Thursday, May 28, 2009

Miniature Eye Portraits, Part 1

"Mother Meera's Eyes" 1 3/8" x 1 3/4", egg tempera on vellum, eye portrait of Indian saint, Mother Meera


"Amma's Eyes", 1 3/8" x 1 3/4", egg tempera on vellum, (eye portrait of Indian saint, Amritanandamayi Ma) available from my website


An example of an eye portrait pin (unknown artist, circa 1805-10) from the Lelia A. and John Hill Morgan Collection shown in Love And Loss, American Portrait and Mourning Miniatures, by Robin Jaffee Frank (p. 264)

My miniature magnifier arrived yesterday, and before moving on just want to mention that fellow miniaturist, Carol Andre, pointed out a very practical and less expensive way of magnification: if you wear reading or bifocal glasses, place a second pair of reading glasses over the first pair to achieve the magnified view (cost is about $1 as opposed to the $17 it cost for my magnifier). Speaking of eyes, it's my next topic!

I want to try another eye portrait. The top two images above are examples of two eye portraits I've done in the past, but lest you think it's my own idea, miniature eye portraits or lover's eyes are a lost art with an interesting history. The third example above comes from Love and Loss, a book I recommend on miniature painting. In the past, tiny jeweled brooches, rings and pins were the frames for a portrait of the single eye of a secret love, the idea being that if you can only see the eye, it is more anonymous--- a form of portrait that no one can easily identify except your beloved. It is said that a former Prince of Wales kept an eye portrait of his mistress which is now in the Victoria and Albert Museum collection, and a secret lover was often the subject of an eye portrait, one reason that they are a rare find now, but some were not only for secret loves. (See this short online article on Lovers Eyes.)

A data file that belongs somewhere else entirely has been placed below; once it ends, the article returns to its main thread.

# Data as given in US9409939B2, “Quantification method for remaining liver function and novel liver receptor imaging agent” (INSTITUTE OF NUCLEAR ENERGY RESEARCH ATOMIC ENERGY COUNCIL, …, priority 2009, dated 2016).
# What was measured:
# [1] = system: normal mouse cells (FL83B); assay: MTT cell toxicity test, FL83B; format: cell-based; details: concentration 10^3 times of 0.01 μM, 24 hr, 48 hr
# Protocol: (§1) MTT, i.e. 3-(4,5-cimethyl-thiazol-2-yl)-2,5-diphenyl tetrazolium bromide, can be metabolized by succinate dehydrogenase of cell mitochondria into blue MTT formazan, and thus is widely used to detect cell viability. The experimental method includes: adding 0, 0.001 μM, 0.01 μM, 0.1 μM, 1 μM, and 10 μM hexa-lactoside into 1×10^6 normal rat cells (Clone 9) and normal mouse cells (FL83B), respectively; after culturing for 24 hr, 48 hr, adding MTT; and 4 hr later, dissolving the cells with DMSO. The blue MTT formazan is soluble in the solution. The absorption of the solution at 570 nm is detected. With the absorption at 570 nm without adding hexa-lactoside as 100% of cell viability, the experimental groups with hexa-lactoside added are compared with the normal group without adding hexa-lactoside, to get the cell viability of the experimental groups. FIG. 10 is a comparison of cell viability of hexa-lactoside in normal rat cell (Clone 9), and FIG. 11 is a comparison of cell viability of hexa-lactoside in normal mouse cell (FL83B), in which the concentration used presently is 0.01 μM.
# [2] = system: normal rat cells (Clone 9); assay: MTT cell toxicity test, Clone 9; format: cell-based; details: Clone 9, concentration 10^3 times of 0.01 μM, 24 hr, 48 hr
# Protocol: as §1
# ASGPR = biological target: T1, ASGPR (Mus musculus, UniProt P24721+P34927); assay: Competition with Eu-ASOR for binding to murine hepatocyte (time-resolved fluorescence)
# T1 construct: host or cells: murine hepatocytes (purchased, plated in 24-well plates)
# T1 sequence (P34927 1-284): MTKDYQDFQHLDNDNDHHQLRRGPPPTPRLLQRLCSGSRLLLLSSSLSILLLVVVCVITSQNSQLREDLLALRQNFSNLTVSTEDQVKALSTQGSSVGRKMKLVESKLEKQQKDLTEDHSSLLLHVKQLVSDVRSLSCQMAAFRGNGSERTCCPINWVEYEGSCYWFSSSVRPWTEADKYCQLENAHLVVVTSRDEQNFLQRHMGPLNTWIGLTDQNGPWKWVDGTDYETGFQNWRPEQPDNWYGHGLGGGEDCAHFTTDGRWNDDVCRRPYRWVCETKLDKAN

There are some wonderful examples of miniature portraits online, but since jewelers and museums have pretty strict copyright protection on the images, just Google "miniature eye portraits" to see some further examples.

For Part 2 on the topic of eye portraits, I'll show you an eye portrait I am working on.........

A special postscript for anyone visiting this post late who is interested in miniature eye portraits: please visit my blog for more detailed information on this at http://eyeportraitsinminiature.blogspot.com

9 comments:

Kathleen Coy said...

How neat, eyes are my favorite thing to paint! :-)

Debbie said...

Mona, I had never heard of miniature eye portraits, they have such an interesting history! Thanks for taking the time to write about them.

DEB said...

My magnifier arrived too...I haven't used it yet though...Haven't had the time. I plan to work with it this weekend, though. It's like getting a new toy.

Pretty eyes!

Art Fan Ako said...

Exquisite! Such precision!

artbyakiko said...

How romantic! I have never heard about eye portraits.
I love your eye portraits with spiritual angle; both of them are so beautiful and extremely small!

artbyakiko said...

By the way, you are given Noblesse Award. Please get the award from my blog. :)

Karen Bruson said...

Mona, Your two eye portraits are very cool and very well done.

Mona said...

Thanks all, and thanks Akiko, too, for the Noblesse blog award!

Carol Andre' said...

Never heard of "eye minis" before! How interesting. I love painting eyes, but admit I prefer to paint animal eyes to human- I love those big brown, liquid ones on deer, cows, horses, etc. Eyes are the best part of the painting!
Love your frames too.